When the 1984 pogrom happened my family had left Punjab, but there were sporadic attacks taking place all over India. I was 16 then, and I remember school was shut down early and we were all hurriedly sent home. We were told that Hindus and Sikhs were fighting, and that there were “riots” everywhere, a term that is still officially used by the government to mask the fact that it was a targeted massacre. There was of course no internet then, and only one television station in India that was owned and controlled by the government. Even as I now go back and look through the newspaper archives, trying to figure out how I could not know then what I know now, I realize that even the print news in India was vigorously censored.
In fact the film ‘Amu’ even though released in 2005, was strongly censored. On the DVD cover of my copy of ‘Amu’ it says “The Indian Censor Board cut crucial lines of dialogue in the film indicating the government’s complicity in the genocide and gave it an ‘A’ certificated on the grounds that “why should young people know a history that is better buried and forgotten.””
Indeed, it frightens me to think that I could have been one of those on whom the government cast a sleeping spell. Two years after the Sikh massacre I left for college in the U.S. and when I finally returned there was yet another similar state sanctioned pogrom of another minority group. It was the 2002 mass rape and massacre of Muslims in Gujarat. I was horrified and in disbelief that something like this could happen in India, till an elderly gentleman informed me that this had happened before in — 1984!!
Still, there’s one particular scene in ‘Amu,’ that haunts me and leaves me with a question. It’s of the woman who had been raped, and commits suicide. And I wonder how many more women there were like that in 1984 and even later when the rapes of Sikh women continued? Where rape is a frequently used patriarchal weapon of violence against women, women who are raped are often victimized twice in India. Once by the men and systems who attack them. And once by the men of their own community who regard raped women as ‘contaminated’ sexual objects. In communities like the Sikh community the discarding of rape victims through murder or suicide was considered an ‘honorable’ act. Recently I read an article by an elderly man, who talked about how proud he was of his sisters who offered their necks to their father for beheading!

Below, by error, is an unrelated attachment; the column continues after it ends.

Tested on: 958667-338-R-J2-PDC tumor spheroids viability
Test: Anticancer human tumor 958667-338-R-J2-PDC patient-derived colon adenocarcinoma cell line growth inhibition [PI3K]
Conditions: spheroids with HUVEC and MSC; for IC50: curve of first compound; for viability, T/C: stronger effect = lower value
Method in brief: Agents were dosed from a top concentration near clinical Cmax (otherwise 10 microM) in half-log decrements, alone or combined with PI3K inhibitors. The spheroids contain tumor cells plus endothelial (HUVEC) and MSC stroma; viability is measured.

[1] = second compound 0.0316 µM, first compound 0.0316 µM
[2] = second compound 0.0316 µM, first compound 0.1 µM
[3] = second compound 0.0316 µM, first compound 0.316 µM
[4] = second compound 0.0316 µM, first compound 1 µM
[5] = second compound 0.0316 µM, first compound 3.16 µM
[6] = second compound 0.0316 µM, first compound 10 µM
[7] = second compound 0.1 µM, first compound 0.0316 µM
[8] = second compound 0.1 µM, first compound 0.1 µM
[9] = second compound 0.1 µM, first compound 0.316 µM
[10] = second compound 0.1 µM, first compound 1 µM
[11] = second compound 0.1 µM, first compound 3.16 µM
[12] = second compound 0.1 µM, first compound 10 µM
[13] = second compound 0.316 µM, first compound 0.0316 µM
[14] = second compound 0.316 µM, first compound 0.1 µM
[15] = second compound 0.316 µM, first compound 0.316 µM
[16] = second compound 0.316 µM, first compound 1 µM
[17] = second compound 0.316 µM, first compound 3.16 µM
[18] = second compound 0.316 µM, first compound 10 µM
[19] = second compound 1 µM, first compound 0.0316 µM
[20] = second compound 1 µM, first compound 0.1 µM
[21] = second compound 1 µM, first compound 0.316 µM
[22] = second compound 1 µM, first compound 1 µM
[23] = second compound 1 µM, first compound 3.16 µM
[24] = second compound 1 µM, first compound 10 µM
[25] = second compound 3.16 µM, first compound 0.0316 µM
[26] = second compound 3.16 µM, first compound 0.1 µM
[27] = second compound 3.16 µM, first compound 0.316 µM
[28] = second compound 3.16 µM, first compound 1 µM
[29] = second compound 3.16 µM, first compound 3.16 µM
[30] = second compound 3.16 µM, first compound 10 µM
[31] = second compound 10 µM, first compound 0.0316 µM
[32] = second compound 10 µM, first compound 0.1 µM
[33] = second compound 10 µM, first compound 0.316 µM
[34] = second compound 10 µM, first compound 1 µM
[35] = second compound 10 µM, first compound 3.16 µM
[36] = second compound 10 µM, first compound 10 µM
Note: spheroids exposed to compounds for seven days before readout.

What I do hope for, is just as there are witnesses who have courageously come forth to testify against politicians and other people who incited attacks and killed in 1984, there will also be women who will be brave enough to testify against their rapists. And the rest of us in India, and the world, must wake up and support them every step of the way till justice is done!
To mark 100 years of Indian films, we are inviting people to submit reviews for our “Gender in Indian Films @ 100″ film review series. To make a submission click here. To read previously published reviews click here.
ABOUT THE WRITER
Rita Banerji is an author and gender activist, and the founder of The 50 Million Missing Campaign to end India’s female genocide. Her book ‘Sex and Power: Defining History Shaping Societies,‘ is a historical and social look at how the relationship between gender and power in India has led to the ongoing female gendercide. Her website is www.ritabanerji.com She blogs at Revolutions in my Space and tweets at @Rita_Banerji